7. When the dosa turns brown towards the edges, try to flip the dosa to the other side. When both sides have cooked, add a spoonful of the potato stuffing in the center of the dosa.

8. Fold the dosa in two, like an omlette. Serve hot with your fave chutney and sambhar. We just had it with onion-tomato chutney.


Enjoy piping hot! You can store this easy-peasy batter in the fridge for a couple of days! :)



Friday, February 28, 2014

Braided Bread

(Adapted from theKitchn: How to make Challah Bread) 

 
The month of February is possibly everyone's favorite month of the year. The severe chill of harsh winters mellows down to a soft chill in the air. You get more sunshiny days, more holidays and the very soul bursts out in jubilation that its Spring! Spring! Spring!
 
Winters are always the time to dine well. That is not to say that one does not eat well in summers. Somehow, the winters for me (and my family) are always synonymous with lovely soups, crunchy home-made bread, succulent roasted chicken, and dreamy "oh-so-melt-in-the-mouth" cakes! Ummmmm!
 
So before the winter finally bids goodbye, I decided to crank up my oven and bake a braided bread that I had bookmarked for a long, long, time. The Bread # 14 February challenge on the We Knead to Bake Group was to bake a bread of one's own choice. All the more reason for me to go right ahead and bake this beautiful braided challah bread.
 
 
 
The challah is basically a Jewish bread that is baked on Hanukkah. For the Jewish high holidays, this bread is wound into a circle after braiding that gives a lovely braided bun. The recipe contains eggs. But this bread does not have any dairy products like milk or butter as per Jewish traditions.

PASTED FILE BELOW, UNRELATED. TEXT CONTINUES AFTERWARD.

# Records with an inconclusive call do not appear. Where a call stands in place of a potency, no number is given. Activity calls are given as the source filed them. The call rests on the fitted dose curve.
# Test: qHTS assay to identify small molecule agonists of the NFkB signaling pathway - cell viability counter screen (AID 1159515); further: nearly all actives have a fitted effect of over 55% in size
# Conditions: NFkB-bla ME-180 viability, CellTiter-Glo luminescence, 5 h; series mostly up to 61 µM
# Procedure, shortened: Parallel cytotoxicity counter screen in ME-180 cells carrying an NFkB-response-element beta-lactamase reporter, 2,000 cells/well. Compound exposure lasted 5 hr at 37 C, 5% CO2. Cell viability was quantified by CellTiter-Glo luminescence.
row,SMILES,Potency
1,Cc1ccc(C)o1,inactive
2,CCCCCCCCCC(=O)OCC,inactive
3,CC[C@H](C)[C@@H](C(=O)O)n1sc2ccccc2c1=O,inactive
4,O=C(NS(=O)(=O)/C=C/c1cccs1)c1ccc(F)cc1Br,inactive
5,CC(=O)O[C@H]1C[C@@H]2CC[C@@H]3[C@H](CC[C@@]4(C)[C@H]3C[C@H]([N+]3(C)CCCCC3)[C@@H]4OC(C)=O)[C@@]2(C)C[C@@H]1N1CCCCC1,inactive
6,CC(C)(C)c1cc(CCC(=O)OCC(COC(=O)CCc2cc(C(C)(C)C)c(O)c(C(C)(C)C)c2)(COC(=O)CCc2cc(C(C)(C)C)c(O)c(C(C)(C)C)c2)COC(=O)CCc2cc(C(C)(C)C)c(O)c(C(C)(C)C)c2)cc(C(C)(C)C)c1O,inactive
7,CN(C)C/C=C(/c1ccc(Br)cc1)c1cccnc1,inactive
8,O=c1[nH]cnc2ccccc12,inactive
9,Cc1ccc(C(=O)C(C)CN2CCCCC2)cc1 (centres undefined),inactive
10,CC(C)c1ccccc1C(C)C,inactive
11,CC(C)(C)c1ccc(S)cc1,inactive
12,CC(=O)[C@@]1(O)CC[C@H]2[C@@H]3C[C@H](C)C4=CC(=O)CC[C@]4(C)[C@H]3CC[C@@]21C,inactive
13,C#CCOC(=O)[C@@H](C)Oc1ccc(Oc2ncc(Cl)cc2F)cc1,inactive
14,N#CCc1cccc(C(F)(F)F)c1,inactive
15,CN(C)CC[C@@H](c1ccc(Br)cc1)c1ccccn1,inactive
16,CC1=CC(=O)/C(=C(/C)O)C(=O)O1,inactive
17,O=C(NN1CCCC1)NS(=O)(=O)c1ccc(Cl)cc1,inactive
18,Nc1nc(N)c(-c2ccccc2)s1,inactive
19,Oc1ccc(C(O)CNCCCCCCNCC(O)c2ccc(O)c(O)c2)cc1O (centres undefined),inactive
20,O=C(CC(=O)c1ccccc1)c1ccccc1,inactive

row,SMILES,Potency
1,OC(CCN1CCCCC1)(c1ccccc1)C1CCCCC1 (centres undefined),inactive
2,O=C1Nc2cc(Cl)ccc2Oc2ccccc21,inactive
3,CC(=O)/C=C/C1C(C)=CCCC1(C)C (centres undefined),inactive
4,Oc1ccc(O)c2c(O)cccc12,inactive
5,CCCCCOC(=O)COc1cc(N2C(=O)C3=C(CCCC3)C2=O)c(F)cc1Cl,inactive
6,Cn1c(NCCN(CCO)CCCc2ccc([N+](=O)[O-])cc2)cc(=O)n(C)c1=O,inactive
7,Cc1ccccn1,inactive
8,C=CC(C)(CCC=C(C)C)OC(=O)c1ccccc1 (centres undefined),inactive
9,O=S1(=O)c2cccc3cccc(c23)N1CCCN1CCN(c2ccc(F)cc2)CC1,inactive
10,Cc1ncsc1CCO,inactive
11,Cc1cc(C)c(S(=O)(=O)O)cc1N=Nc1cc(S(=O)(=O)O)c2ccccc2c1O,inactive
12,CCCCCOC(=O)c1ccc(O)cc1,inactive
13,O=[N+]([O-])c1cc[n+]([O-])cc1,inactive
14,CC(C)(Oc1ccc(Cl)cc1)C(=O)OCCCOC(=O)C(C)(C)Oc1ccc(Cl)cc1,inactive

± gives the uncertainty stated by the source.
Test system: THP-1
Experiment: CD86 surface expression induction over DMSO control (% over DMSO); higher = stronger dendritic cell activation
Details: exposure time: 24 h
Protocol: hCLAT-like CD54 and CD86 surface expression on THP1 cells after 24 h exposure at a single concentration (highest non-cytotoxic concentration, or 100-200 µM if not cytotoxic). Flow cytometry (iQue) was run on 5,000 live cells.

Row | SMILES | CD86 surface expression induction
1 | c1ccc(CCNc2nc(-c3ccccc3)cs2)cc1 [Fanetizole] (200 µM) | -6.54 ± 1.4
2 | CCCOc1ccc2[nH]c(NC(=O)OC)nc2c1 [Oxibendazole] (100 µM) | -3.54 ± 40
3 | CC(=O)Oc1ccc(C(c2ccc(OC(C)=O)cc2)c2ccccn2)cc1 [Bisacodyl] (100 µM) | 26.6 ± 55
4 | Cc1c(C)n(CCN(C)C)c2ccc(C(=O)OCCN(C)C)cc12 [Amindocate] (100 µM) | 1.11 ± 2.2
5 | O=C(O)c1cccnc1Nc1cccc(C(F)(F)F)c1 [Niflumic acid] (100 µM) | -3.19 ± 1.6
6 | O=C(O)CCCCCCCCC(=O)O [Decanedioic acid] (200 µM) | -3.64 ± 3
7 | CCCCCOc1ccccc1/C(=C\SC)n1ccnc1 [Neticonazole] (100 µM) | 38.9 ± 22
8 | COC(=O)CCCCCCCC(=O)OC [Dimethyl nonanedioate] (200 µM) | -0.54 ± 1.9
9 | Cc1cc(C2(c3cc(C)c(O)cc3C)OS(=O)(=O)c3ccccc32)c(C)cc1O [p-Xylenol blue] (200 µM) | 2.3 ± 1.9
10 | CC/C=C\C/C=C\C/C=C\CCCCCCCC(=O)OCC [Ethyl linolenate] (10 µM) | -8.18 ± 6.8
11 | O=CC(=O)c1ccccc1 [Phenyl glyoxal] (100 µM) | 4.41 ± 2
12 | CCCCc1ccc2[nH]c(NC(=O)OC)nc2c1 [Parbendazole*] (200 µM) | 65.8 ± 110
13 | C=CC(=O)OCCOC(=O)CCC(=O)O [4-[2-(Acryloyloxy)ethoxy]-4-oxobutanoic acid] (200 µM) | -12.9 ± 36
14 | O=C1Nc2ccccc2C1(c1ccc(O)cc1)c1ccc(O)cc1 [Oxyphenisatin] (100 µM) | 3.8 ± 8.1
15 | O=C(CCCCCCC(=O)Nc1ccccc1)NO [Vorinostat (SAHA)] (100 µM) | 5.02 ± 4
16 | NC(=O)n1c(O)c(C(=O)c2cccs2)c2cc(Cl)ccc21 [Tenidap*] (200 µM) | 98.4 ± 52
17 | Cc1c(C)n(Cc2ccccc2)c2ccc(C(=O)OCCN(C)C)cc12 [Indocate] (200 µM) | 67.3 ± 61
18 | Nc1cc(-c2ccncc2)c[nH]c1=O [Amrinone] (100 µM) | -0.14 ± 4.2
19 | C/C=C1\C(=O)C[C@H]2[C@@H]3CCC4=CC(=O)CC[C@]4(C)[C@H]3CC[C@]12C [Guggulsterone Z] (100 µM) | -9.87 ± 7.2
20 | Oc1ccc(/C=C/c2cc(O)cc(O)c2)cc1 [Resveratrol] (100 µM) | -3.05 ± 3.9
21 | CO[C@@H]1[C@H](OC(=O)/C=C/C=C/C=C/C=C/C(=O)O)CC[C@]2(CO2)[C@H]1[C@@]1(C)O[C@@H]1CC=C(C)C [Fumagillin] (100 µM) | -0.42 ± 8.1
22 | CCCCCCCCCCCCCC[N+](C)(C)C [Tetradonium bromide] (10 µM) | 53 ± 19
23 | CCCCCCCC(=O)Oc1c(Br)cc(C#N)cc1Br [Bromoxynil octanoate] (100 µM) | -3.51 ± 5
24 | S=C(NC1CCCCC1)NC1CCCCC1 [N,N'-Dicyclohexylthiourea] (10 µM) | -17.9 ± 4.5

Nonetheless, you will get a super-soft, sweet bread that complements any meat dish. I got the recipe here.
 
Here is how I made it:
 

Ingredients:

Instant yeast: 2 tsp
Warm water: 1 cup
All-purpose flour: 4 -41/2 cups
White granulated sugar: 1/4th cup
Salt: 2 tsp
Eggs: 2
1 large egg yolk
Oil: 1/4th cup
 
For egg-wash:
One egg white mixed with 1/2 cup water
 

Process:

1. Dissolve the yeast in warm water and add a healthy pinch of sugar. Keep undisturbed for a few minutes. After several minutes, you can see a frothy layer on top of the yeast mixture. This signifies that the yeast is active.
2. Mix flour, sugar, salt in a bowl.
3. Make a well in the center of the flour mixture and add the eggs, egg yolk, and oil. Now start mixing the dough with hands or using the dough hook in a stand mixer.
4. When the dough is firm, smooth and springs back on punching down, it is ready. Place dough in a deep-bottom pan and keep covered with cling film or a kitchen towel in a dry, warm place.
Dough before rising
 
5. After 1 and a half to 2 hours the dough will rise to double its size.
Dough after rising
6. Separate the dough into 6 equal pieces. Roll out on a working surface dusted with some dry flour. Each piece should look like a long rope with 1/2 inch thickness.
 
3 of the ropes
7. Gather the ropes and squeeze them together at the very top. If you want to braid a three-strand challah, braid it like one braids hair. For a six stranded challah, visit this link to view the step-by-step process of braiding.
 
 
Here are some pictures of the braiding process:
 


 
 
8. Once you finish braiding, tuck the loose ends under the loaf and pinch to seal the edges.
 
 
 
 9. Line a baking tray with butter paper. Grease with oil or dust with some dry flour. Place the braided loaf on the tray and cover with a kitchen towel. Keep in a warm, dry place for 20 minutes.
 
10. After 20 minutes the loaf will rise and appear puffed up. In the meantime, pre-heat the oven to 350 degrees F or 176 degrees C for about 20 minutes.
11. Sprinkle some sesame seeds on the loaf and apply the egg-wash all over the loaf carefully. Each nook and crevice should be covered with egg wash. Place the loaf in pre-heated oven and bake for 30-35 minutes. You may rotate the tray half-way during baking time, to enable uniform baking.
12. Take the challah out of the oven. If the braided loaf is uniformly brown on all sides, it is done!
13. Cool the loaf to room temperature before slicing. Enjoy!